Local News

10 busted in statewide sting targeting those who con elderly

Posted July 29, 2013

— North Carolina's attorney general said Monday that 10 people have been charged in a statewide campaign, called Operation Nail It, that's aimed at helping protect elderly people from fraud and con artists.

Richard Collin Bullock Photos: 'Operation Nail It' suspects

Attorney General Roy Cooper, joined by Tammy Smith, a financial crimes prosecutor with the North Carolina Conference of District Attorneys, and Wake County District Attorney Colon Willoughby, said during a news conference Monday afternoon that those arrested face more than 90 counts of conspiracy and exploitation charges stemming from crimes involving 6 to 10 victims in Wake, Wilson and Alamance counties.

"Con artists who prey on seniors have to be stopped, and this is an important step toward that goal," Cooper said.

The average age of the victims was 85 years old, and many of the cases involved scam artists pretending to be contractors who generally would approach their targets to perform a general task, such as cleaning gutters, and then later tell them about a more serious problem "discovered" during their work.

In some cases, Cooper said, the alleged con artists worked in groups, moved to different areas and sometimes traded names of victims.

"We believe that, although there are a number of victims identified, this group probably has a lot more victims we don't know about yet," he said.

Those charged are:

  • Richard Collin Bullock, of Rocky Mount, on one count (Raleigh Police Department)
  • Brian Davis, of Rocky Mount, on four counts (Raleigh Police Department)
  • William Kenneth Ferrell, of Rocky Mount, on three counts (Cary Police Department)
  • Christopher David Fountain, of Rocky Mount, on 12 charges (Burlington Police Department and Cary Police Department)
  • Larry Martin House Jr., of Rocky Mount, on six counts (Cary Police Department)
  • Randall Lee Joyner, of Rocky Mount, on 57 counts (Cary Police Department)
  • Brandon David Peele, of Salter Path, on one count (Raleigh Police Department)
  • Brandon M. Pollard, of Rocky Mount, on one count (Raleigh Police Department)
  • Robert Thomas Privette, of Rocky Mount, on three charges (Cary Police Department)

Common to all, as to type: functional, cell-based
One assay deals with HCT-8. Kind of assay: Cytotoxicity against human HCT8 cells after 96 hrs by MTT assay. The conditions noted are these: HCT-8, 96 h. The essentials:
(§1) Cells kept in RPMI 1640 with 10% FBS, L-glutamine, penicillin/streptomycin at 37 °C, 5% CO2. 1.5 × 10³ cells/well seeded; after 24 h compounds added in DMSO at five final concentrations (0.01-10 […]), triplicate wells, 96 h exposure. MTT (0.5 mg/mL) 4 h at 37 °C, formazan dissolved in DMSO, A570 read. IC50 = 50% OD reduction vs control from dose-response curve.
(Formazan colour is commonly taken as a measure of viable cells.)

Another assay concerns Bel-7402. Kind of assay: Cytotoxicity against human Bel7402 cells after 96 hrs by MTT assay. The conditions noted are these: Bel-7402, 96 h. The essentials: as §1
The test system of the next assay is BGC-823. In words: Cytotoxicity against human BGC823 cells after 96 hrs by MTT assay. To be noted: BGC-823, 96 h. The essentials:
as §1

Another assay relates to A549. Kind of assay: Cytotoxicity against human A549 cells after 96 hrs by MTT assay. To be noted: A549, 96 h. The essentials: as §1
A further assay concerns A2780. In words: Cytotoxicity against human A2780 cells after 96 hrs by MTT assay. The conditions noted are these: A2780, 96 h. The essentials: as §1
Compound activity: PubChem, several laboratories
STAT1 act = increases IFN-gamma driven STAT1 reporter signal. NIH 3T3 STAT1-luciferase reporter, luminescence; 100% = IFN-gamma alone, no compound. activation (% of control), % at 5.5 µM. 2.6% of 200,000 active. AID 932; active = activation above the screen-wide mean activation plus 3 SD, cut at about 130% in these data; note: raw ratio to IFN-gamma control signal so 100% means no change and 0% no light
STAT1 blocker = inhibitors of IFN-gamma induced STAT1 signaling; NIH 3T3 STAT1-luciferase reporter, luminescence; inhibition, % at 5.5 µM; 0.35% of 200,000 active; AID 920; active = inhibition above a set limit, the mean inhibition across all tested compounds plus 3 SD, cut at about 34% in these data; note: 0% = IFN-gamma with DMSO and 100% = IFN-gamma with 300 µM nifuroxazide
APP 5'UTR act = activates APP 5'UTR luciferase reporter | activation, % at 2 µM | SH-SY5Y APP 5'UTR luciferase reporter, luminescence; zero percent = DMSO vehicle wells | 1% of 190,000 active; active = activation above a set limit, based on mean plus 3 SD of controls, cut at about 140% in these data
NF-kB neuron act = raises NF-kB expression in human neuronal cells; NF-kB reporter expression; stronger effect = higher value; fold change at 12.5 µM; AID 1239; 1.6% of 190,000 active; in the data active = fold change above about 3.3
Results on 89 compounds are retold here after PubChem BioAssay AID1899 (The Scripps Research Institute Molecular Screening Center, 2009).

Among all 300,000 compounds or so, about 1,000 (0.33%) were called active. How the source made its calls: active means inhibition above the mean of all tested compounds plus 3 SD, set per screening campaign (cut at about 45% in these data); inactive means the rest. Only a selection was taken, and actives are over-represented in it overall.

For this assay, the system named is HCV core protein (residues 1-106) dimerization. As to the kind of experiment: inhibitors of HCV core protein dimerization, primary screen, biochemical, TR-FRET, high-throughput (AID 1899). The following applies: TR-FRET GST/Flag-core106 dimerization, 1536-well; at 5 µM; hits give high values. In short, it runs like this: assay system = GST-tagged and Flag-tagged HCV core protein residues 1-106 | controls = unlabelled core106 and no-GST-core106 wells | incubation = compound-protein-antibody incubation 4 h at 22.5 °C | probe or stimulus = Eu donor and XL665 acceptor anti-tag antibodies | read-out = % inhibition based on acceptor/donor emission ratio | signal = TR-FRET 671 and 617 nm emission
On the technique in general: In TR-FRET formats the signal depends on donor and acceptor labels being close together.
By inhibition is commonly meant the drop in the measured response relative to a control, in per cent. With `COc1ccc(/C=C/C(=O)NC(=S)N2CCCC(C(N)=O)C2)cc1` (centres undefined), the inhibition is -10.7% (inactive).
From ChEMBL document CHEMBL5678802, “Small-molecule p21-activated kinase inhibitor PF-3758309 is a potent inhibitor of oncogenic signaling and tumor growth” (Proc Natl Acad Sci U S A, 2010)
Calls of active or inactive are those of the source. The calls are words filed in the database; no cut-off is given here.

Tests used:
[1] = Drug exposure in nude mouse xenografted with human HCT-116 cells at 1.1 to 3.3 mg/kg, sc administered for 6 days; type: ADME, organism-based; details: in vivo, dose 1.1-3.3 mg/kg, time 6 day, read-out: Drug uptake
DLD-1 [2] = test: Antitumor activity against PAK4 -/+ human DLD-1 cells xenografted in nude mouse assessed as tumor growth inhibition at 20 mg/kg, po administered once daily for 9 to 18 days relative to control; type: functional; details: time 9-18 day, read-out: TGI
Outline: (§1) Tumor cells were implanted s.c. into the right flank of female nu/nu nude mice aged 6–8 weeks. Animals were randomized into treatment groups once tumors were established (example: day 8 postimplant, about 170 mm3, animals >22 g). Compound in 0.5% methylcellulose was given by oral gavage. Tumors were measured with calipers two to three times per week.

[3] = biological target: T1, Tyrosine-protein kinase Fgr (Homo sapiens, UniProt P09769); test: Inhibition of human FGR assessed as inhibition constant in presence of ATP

• Michael Bryan Strickland, of Rocky Mount, on nine counts (Burlington Police Department)

Possible job scams can be reported to the North Carolina Department of Justice's Consumer Protection Division by calling 1-877-5-NO-SCAM or by filing a complaint on the department's website.

Senior citizens are usually easy targets for con artists because they tend to me more trusting, have money saved and often suffer from some kind of memory problem, Cooper said.

"These victims have lost tens of thousands of dollars," said Willoughby. "They've been robbed of their savings and their dignities, and many of them don't know they've been victimized until someone points it out to them."

Smith, who heads the Financial Crimes Initative for the Conference of District Attorneys, said Americans over age 65 are robbed of an estimated $2.9 billion a year through financial fraud and that crime against them is on the rise in North Carolina. In 2012, she said, there were 10 times more reported cases than in 2006.

Her team, which consists of four other prosecutors, assists district attorneys across the state in prosecuting such cases, which are often complex.

"This operation is a shining example of successful cooperation that has resulted in a step toward justice not only for these victims but future victims," Smith said of the joint efforts of local and state law enforcement in Operation Nail It. "Financial fraud, such as this, against our state's most vulnerable victims, the seniors, is our top priority."


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  • ncouterbanks69 Jul 31, 2013

    "Ten busted and nine from Rocky Mount. Does anything positive come out of the colon of NC?"

    That would be durham although Duke is a great hospital so something good does come from the colon of NC.

  • Vote for Pedro Jul 30, 2013

    Fool me once, shame on me, fool me twice, shame on you"! simplemind2

    It's actually fool me once, shame on you, fool me twice, shame on me!

    Or as W would say, "fool me once, shame on you, fool me twice...errr....can't fool me twice, he he he".

  • trueblue0100 Jul 30, 2013

    Fool me once, shame on me, fool me twice, shame on you"!

    It's actually fool me once, shame on you, fool me twice, shame on me!

  • so you dont like my opinion ok Jul 30, 2013

    airbornemonty, i hope they get nailed for this one...

  • 4DukeTillDeath Jul 30, 2013

    Ten busted and nine from Rocky Mount. Does anything positive come out of the colon of NC?

  • Baybee Doll Jul 29, 2013


  • martineer Jul 29, 2013

    I know one of them as well. He has been running this home "repair" scam for years, been getting caught, then slapped on the wrist so he can continue. He will tell you what you want to hear so he can get what he wants. Glad I saw through him early. He has not been allowed on my property for years. Also, he is a very severe heroin addict. I hope he never sees the light of day again unless looking through bars.

  • simplemind2 Jul 29, 2013

    froggygirl July 29, 2013 6:40 p.m. - "...sometimes there is another side." For my side - I keep evidence and they all are hard-copies (paper) or E-mails.

  • froggygirl Jul 29, 2013

    Interesting point from sail4me. Much as I hate elder fraud, sometimes there is another side. I know a guy who no longer does odd jobs for oldsters. Some promise to pay later and then claim no memory of the promise or else claim that they already did pay and act outraged. It got too risky, and he's an honest man.

  • airbornemonty Jul 29, 2013

    Okay, they were caught scamming the elderly. Now how much prison time will each con artist get?
    And please don't tell me they will get probation and community service.